How to resolve my ens domain name to my server ip address?

I want to use the domain name of ens to build a website of my own, but I don’t see the place to enter ip in the management center.

It cannot resolve directly to an IP address, but you can still make that work. You can create a little dummy HTML page with a redirect meta tag or script like window.location.replace(...), put it up on IPFS, then link your IPFS hash on your ENS content record. Then browsers that support ENS+IPFS like Brave/Opera will load your IPFS website and immediately redirect to anywhere you want!

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Your answer is too esoteric, I don’t quite understand it, should I study blockchain related technologies in depth to understand your answer.

It can resolve directly to an IP or IPFS hash without a header or window redirect :innocent::innocent: Give me some time to dig it. Not straightforward, uses IPLD.

For example, create an HTML file like this:

<!DOCTYPE html>
		<meta http-equiv="Location" content="https://yourlocationhere" />
		<meta http-equiv="refresh" content="0; URL=https://yourlocationhere" />

Then upload it to IPFS. Pinata has a free tier you can use:

Once it’s uploaded to IPFS you should have a Content ID like




Then in the ENS manager app, set your content record to the IPFS URL, like:




Now when someone visits your .eth name in a browser, they’ll be redirected to whatever URL you put in that HTML file.

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They’re assuming that you understand markup language and can set a tag to redirect your request to a IPFS+ENS ready browser that will parse (html code) on the client side (within the browser) to present your website.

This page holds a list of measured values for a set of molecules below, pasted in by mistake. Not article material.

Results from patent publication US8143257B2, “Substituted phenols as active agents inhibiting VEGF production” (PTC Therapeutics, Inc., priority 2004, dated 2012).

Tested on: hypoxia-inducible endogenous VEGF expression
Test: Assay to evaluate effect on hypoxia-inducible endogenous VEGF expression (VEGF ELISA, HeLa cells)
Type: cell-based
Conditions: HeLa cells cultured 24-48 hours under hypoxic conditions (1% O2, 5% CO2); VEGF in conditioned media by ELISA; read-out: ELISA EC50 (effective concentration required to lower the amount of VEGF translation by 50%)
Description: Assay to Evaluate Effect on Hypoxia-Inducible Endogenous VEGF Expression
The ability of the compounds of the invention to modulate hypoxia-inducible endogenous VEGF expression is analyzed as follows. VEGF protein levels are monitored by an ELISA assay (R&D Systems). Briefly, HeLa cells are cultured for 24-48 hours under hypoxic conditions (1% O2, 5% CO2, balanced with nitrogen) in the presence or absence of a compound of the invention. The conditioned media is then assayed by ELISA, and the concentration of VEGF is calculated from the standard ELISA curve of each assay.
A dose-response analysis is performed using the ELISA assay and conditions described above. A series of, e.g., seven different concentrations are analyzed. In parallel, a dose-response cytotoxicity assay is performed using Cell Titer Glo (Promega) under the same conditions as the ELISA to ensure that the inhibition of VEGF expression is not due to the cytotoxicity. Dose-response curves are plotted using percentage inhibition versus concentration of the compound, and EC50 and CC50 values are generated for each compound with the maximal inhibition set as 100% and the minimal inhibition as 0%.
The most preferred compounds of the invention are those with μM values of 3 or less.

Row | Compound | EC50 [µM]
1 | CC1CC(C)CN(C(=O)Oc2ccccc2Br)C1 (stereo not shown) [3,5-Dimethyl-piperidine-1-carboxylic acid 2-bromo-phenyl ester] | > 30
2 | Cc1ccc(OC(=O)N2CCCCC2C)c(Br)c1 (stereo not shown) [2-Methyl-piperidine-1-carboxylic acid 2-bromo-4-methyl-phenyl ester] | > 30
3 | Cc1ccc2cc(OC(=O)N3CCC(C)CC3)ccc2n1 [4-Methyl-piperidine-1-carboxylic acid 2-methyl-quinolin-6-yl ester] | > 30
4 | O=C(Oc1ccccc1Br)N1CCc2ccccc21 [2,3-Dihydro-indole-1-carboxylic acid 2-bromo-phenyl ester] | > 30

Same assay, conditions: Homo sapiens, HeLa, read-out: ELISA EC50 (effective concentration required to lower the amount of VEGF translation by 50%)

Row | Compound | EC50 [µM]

This was one of the questions I brought up in the Discord chat in regards to DNS Namespace Resolution. This should be done on the backend and transparently - leaving it to the browser to redirect and parse can get tricky especially if you don’t “code it” properly.

Having an option to redirect to IP address is something I’ve been thinking about.

Check out the content field of uniswap.eth. The IPNS key reads ipns:// whose IPNS hash points to web2 server. Try also: dig TXT

[Courtesy: Esteroids research gang]

What do you mean that IPNS hash points to a web2 server? That’s not what I see:

$ ipfs resolve -r /ipns/

And that’s also what the dig returns:

;; ANSWER SECTION: 78    IN      TXT     "dnslink=/ipfs/QmTMnrnzPdge4DN6Xa948cCH6hXq92qdzwvybpi95hztD7"

Come to Esteroids Discord and ask @zz9. I will only confuse you more on this. Literally paraphrasing @zz9.

PS. dig with TXT argument

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